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‘Ready Player One’ Review: Spielberg’s Overwhelming Blockbuster Hearts the ’80s

Iconic filmmaker’s take on a VR geek-lit touchstone will dazzle you into submission or die tryin’

The gamer kid in Steven Spielberg lets his VR freak flag fly in Ready Player One, a mindbending joyride that jacks you into a fantasia bursting with CGI wonders, dazzling cyperscapes mixed with live action, hidden Easter eggs and infinite pop-culture shoutouts to the 1980s. (Better brush up on everything from Alien to Zemeckis if you don’t want to be left behind.) The legendary director’s aim in this go-for-broke adaptation of Ernest Cline’s 2011 sci-fi novel, a geek touchstone, is to get you in the game, and it’s a blockbuster that aches to be interactive, Forget about headsets, however: Spielberg is in control. And why not? He’s the maestro at this kind of stuff.

But first, some harsh reality: It’s 2045. The world has gone to hell. Orphaned Wade Watts (Tye Sheridan) is stuck in the shithole that time has made of Columbus, Ohio, where people live in trailers piled on top of each other. The populace chase dreams in OASIS, a virtual-reality platform created by mad genius James Halliday (the great Mark Rylance) and his business partner Ogden Morrow (a sly, surprising Simon Pegg). The dying legacy of Halliday’s whacked-out Willy Wonka, seen via numerous flashbacks, is one last, kill-or-be-killed game for his followers to play. The winner who finds the three hidden keys, which will lead the lucky champ to the ultimate Easter egg, will inherit the late creator’s fortune – and total control over OASIS.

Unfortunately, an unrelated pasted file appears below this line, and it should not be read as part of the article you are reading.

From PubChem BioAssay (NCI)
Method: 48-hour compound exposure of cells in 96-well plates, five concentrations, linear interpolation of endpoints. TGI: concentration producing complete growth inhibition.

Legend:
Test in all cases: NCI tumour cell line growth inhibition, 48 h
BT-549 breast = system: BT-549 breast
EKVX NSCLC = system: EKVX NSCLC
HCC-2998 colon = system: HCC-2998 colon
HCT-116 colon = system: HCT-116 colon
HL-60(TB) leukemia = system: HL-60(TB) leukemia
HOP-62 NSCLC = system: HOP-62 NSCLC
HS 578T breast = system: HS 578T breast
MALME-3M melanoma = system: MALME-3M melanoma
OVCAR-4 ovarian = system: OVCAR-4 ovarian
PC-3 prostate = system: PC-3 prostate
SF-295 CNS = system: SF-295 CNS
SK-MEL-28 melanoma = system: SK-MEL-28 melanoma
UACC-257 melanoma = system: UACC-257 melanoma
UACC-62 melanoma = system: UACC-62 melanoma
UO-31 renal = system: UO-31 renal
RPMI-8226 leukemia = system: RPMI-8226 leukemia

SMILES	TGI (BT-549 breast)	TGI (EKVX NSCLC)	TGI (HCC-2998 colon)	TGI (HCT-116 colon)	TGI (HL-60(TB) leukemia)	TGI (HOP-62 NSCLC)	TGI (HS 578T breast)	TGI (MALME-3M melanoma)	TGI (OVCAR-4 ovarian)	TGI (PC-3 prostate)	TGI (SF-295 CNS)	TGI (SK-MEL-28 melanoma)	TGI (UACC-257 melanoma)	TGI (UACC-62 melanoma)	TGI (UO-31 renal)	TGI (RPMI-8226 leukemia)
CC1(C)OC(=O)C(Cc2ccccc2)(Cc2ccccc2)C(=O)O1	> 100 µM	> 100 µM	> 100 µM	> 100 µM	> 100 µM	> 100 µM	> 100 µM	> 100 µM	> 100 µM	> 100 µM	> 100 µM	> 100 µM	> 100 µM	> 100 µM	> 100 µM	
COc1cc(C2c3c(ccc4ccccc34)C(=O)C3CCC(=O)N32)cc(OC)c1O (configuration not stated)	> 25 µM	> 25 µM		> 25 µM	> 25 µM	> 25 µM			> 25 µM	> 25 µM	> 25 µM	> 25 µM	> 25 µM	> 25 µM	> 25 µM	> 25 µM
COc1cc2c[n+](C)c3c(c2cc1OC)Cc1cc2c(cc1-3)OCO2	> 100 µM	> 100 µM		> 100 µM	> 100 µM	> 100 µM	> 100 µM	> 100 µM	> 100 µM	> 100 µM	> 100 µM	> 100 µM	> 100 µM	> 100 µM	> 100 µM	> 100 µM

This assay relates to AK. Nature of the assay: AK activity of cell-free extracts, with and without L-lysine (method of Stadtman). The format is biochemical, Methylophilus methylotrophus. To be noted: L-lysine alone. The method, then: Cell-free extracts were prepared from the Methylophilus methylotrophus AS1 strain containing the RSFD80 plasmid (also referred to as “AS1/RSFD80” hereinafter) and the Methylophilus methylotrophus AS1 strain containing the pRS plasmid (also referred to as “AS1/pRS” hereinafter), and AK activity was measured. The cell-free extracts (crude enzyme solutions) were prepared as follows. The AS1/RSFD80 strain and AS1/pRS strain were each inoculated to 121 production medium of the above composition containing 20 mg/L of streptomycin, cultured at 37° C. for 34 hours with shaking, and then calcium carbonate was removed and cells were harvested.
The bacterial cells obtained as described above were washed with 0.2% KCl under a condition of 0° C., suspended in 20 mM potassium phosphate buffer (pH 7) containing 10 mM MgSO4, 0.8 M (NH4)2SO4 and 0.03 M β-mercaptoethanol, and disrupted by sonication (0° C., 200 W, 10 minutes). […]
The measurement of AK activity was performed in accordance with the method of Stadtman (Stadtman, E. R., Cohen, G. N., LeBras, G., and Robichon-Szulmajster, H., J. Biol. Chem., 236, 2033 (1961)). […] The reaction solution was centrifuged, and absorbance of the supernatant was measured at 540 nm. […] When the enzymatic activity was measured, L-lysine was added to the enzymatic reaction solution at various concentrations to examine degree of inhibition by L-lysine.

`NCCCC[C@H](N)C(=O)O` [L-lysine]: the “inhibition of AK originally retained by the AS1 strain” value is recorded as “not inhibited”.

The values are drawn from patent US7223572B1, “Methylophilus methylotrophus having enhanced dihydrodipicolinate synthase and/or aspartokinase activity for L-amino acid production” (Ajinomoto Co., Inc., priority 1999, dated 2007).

And we’re off! When Wade puts on his digital visor, he morphs into Parzival, the perfect cool-kid avatar. His best-friend-forever Aech (Lena Waithe, absolutely terrific – every movie should have her) is a tech whiz whose avatar is proud to show up the competition. Both Wade and Aech have their eye on Art3mis (Olivia Cooke), a pink-haired speed diva and a real competitor in the film’s first challenge – a car chase to end all car chases. Obstacles for Wade, traveling in a DeLorean time machine (hello, Back to the Future!), include King Kong, a hungry T. rex and a host of other reference points too sweet to spoil.

Wade passes his first test, along with Aech, Art3mis and the Japanese duo of Daito (Win Morisaki) and Shoto (Philip Zhao) – gunters, a.k.a. Easter egg hunters, that he knows only in the OASIS. But there’s a villain lurking out there: Nolan Sorrento (Ben Mendelsohn), a corporate white dude who’s determined to beat the kids at their own game. He relies on a monster named i-R0k (riotously voiced by T.J. Miller as if he never left Silicon Valley), who is, of course, no match for one boy against the world, a Spielberg staple since the glory days of E.T. In a trivia challenge based on John Hughes movies, Wade will give Nolan the dusting of a lifetime, and working from a script by author Cline and Zak Penn, Spielberg concocts enough battles and showdowns to fill a dozen movies – though look out for a sequence on The Shining that is alone worth the price of admission. 

Is it overkill? You bet. But Spielberg’s visual inventiveness is unflagging. He stumbles only when trying to warm up the tech gadgetry with a personal touch, as when Wade and his friends, known as the High 5, finally connect in a reality that brings fantasy crashing down to earth. Sheridan and Cooke bring genuine romantic longing to their few scenes together. But the live-action segments of the movie are more buzz kill than bracing.

For those looking for Ready Player One to condemn the digi-verse as a destructive force against human connection, find another movie. The script is too shallow for that anyway, and don’t look to the filmmaker – a child of divorce who found escape (and an eventual career) by getting happily lost in television, movies and early vid-games – for a lecture. The head-spinning spectacle won’t quit even when the sensory overload gets too much; if he has a chance to show the Iron Giant battling Mechagodzilla, he’ll take it. At 71, this iconic director barely pays lip service to constructing a cautionary tale against anything that might help an alienated kid build an oasis of his or her own imagining. As ever, Spileberg is ready to play. Are you? Game on.

In This Article: Steven Spielberg, Video Game

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